John Joseph Honasan, York U summa cum laude: Raring to Make a Difference
By Beatrice Paez
TORONTO – Seven years later, with two bachelor degrees and the highest honour a young graduate can achieve under his belt, John Joseph Honasan has no plans of setting himself free to join the rat race any time soon.
Honasan, 26, named summa cum laude at York University, is running his own marathon. A speed talker, with a laundry list of goals, he is poised to carve out an interesting trajectory for himself.
Initially gunning for a career as a criminal lawyer, he switched tracks to pursue his flirtation with activism. Not veering too far from what he learned in his first degree in Political Science, Honasan earned his latest degree in Human Rights and Equity studies.
A trip to the Philippines in the wake of his father’s death transformed his perspective on life. Haunted by the image of a little girl living in squalor, he wants to dedicate the next stage of his life to giving back.
“I realized that I wanted to travel and that I love to help people…it stems from my faith and who I am as a person,” said Honasan.
His father, Romeo V. Honasan died of brain aneurysm just days after Christmas in 2001. The passing of his father spurred his visit to the Philippines, where he witnessed poverty for the first time.
“I didn’t know the magnitude of it all, but I found my passion at the same time,” said Honasan.
A staunch advocate in the fight against human trafficking, he has built an extensive portfolio of work devoted to curbing the illicit trade, particularly during sporting events.
Though debate about the link between an increase in sex trafficking and major sporting events like the Olympics and the World Cup rage on, he has worked with Free-Them, a non-profit organization, to put the issue on the city’s agenda ahead of the 2015 Pan-Am games in Toronto.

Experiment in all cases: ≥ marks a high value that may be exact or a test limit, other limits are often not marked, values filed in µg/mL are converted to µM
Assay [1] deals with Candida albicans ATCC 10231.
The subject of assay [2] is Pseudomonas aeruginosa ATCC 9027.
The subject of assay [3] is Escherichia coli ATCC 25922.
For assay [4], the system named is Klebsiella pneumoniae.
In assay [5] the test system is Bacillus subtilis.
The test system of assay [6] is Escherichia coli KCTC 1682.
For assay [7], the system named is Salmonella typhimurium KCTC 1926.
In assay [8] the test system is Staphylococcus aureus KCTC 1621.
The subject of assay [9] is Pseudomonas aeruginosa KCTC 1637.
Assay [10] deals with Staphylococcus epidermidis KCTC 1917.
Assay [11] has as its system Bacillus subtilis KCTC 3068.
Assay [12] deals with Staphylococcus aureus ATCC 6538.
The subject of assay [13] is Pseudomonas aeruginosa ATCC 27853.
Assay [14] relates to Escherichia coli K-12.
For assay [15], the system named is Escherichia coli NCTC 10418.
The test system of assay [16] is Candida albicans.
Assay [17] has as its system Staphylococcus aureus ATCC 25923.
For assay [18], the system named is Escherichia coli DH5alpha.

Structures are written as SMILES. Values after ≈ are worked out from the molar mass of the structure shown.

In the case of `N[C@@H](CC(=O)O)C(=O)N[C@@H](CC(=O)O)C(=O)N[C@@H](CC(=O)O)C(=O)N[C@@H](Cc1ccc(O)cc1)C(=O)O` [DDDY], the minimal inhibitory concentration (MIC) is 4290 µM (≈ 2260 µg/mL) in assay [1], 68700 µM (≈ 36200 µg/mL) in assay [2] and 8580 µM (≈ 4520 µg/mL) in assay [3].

Having migrated to Canada from Saudi Arabia at two, he continues to build bridges between his adopted and ancestral homes in the Philippines. He worked alongside his uncle, Philippine Senator Gringo Honasan’s colleagues, doing philanthropic work for orphanages.
He has traveled to the Philippines four times in the last five years. His volunteer work also extended to working in squatters and local churches, where he handed out food to the poor.
School is out for the summer but Honasan isn’t scheduling any major breaks for himself. In the coming months, he hopes to launch his own non-governmental organization that will fuse all his interests – education, art, and human rights, together.
The scope and mandate has yet to be fully defined and narrowed, but he is in the early stages of filing the paperwork. His initiatives will be concentrated in the Philippines first and then expand to other countries where he has built networks.
He has yet to settle on a name for the organization but he plans to launch initiatives to build schools and create art programs for children in impoverished communities in both rural and urban centres across the Philippines.
This fall, he hopes to land a spot at Ryerson University to pursue a Master’s in Public Policy and Administration. Honasan isn’t immune from the piling student debt that many post-secondary students incur to get ahead; he has had to work 30-hour shifts as a specialist at the Apple store to minimize his debt load.
But Honasan isn’t worried about his student loans. “It’s good debt,” he said.
He credits his mom, Carmen Honasan for instilling his work ethic and for helping him chug along through what he describes was a challenging process to achieve his latest honour. His mother, a pastor and a nurse, is single-handedly raising three boys, while juggling two jobs.
Even with a mountain of obligations, Honasan said that he makes sure to schedule in some down time with friends, going out to eat and spending time on his own to pause and reflect. “To maximize my time, I schedule everything.”
The endgame for Honasan is to shape policies from his seat with a view of Parliament Hill.
His passion for human rights seems to have no limits but one of the things he would like to focus on is securing better access to clean water for First Nations communities living on reserves.
Though it was not customary at his university to address his fellow graduates, he has four words of advice to them: “Give your whole heart.”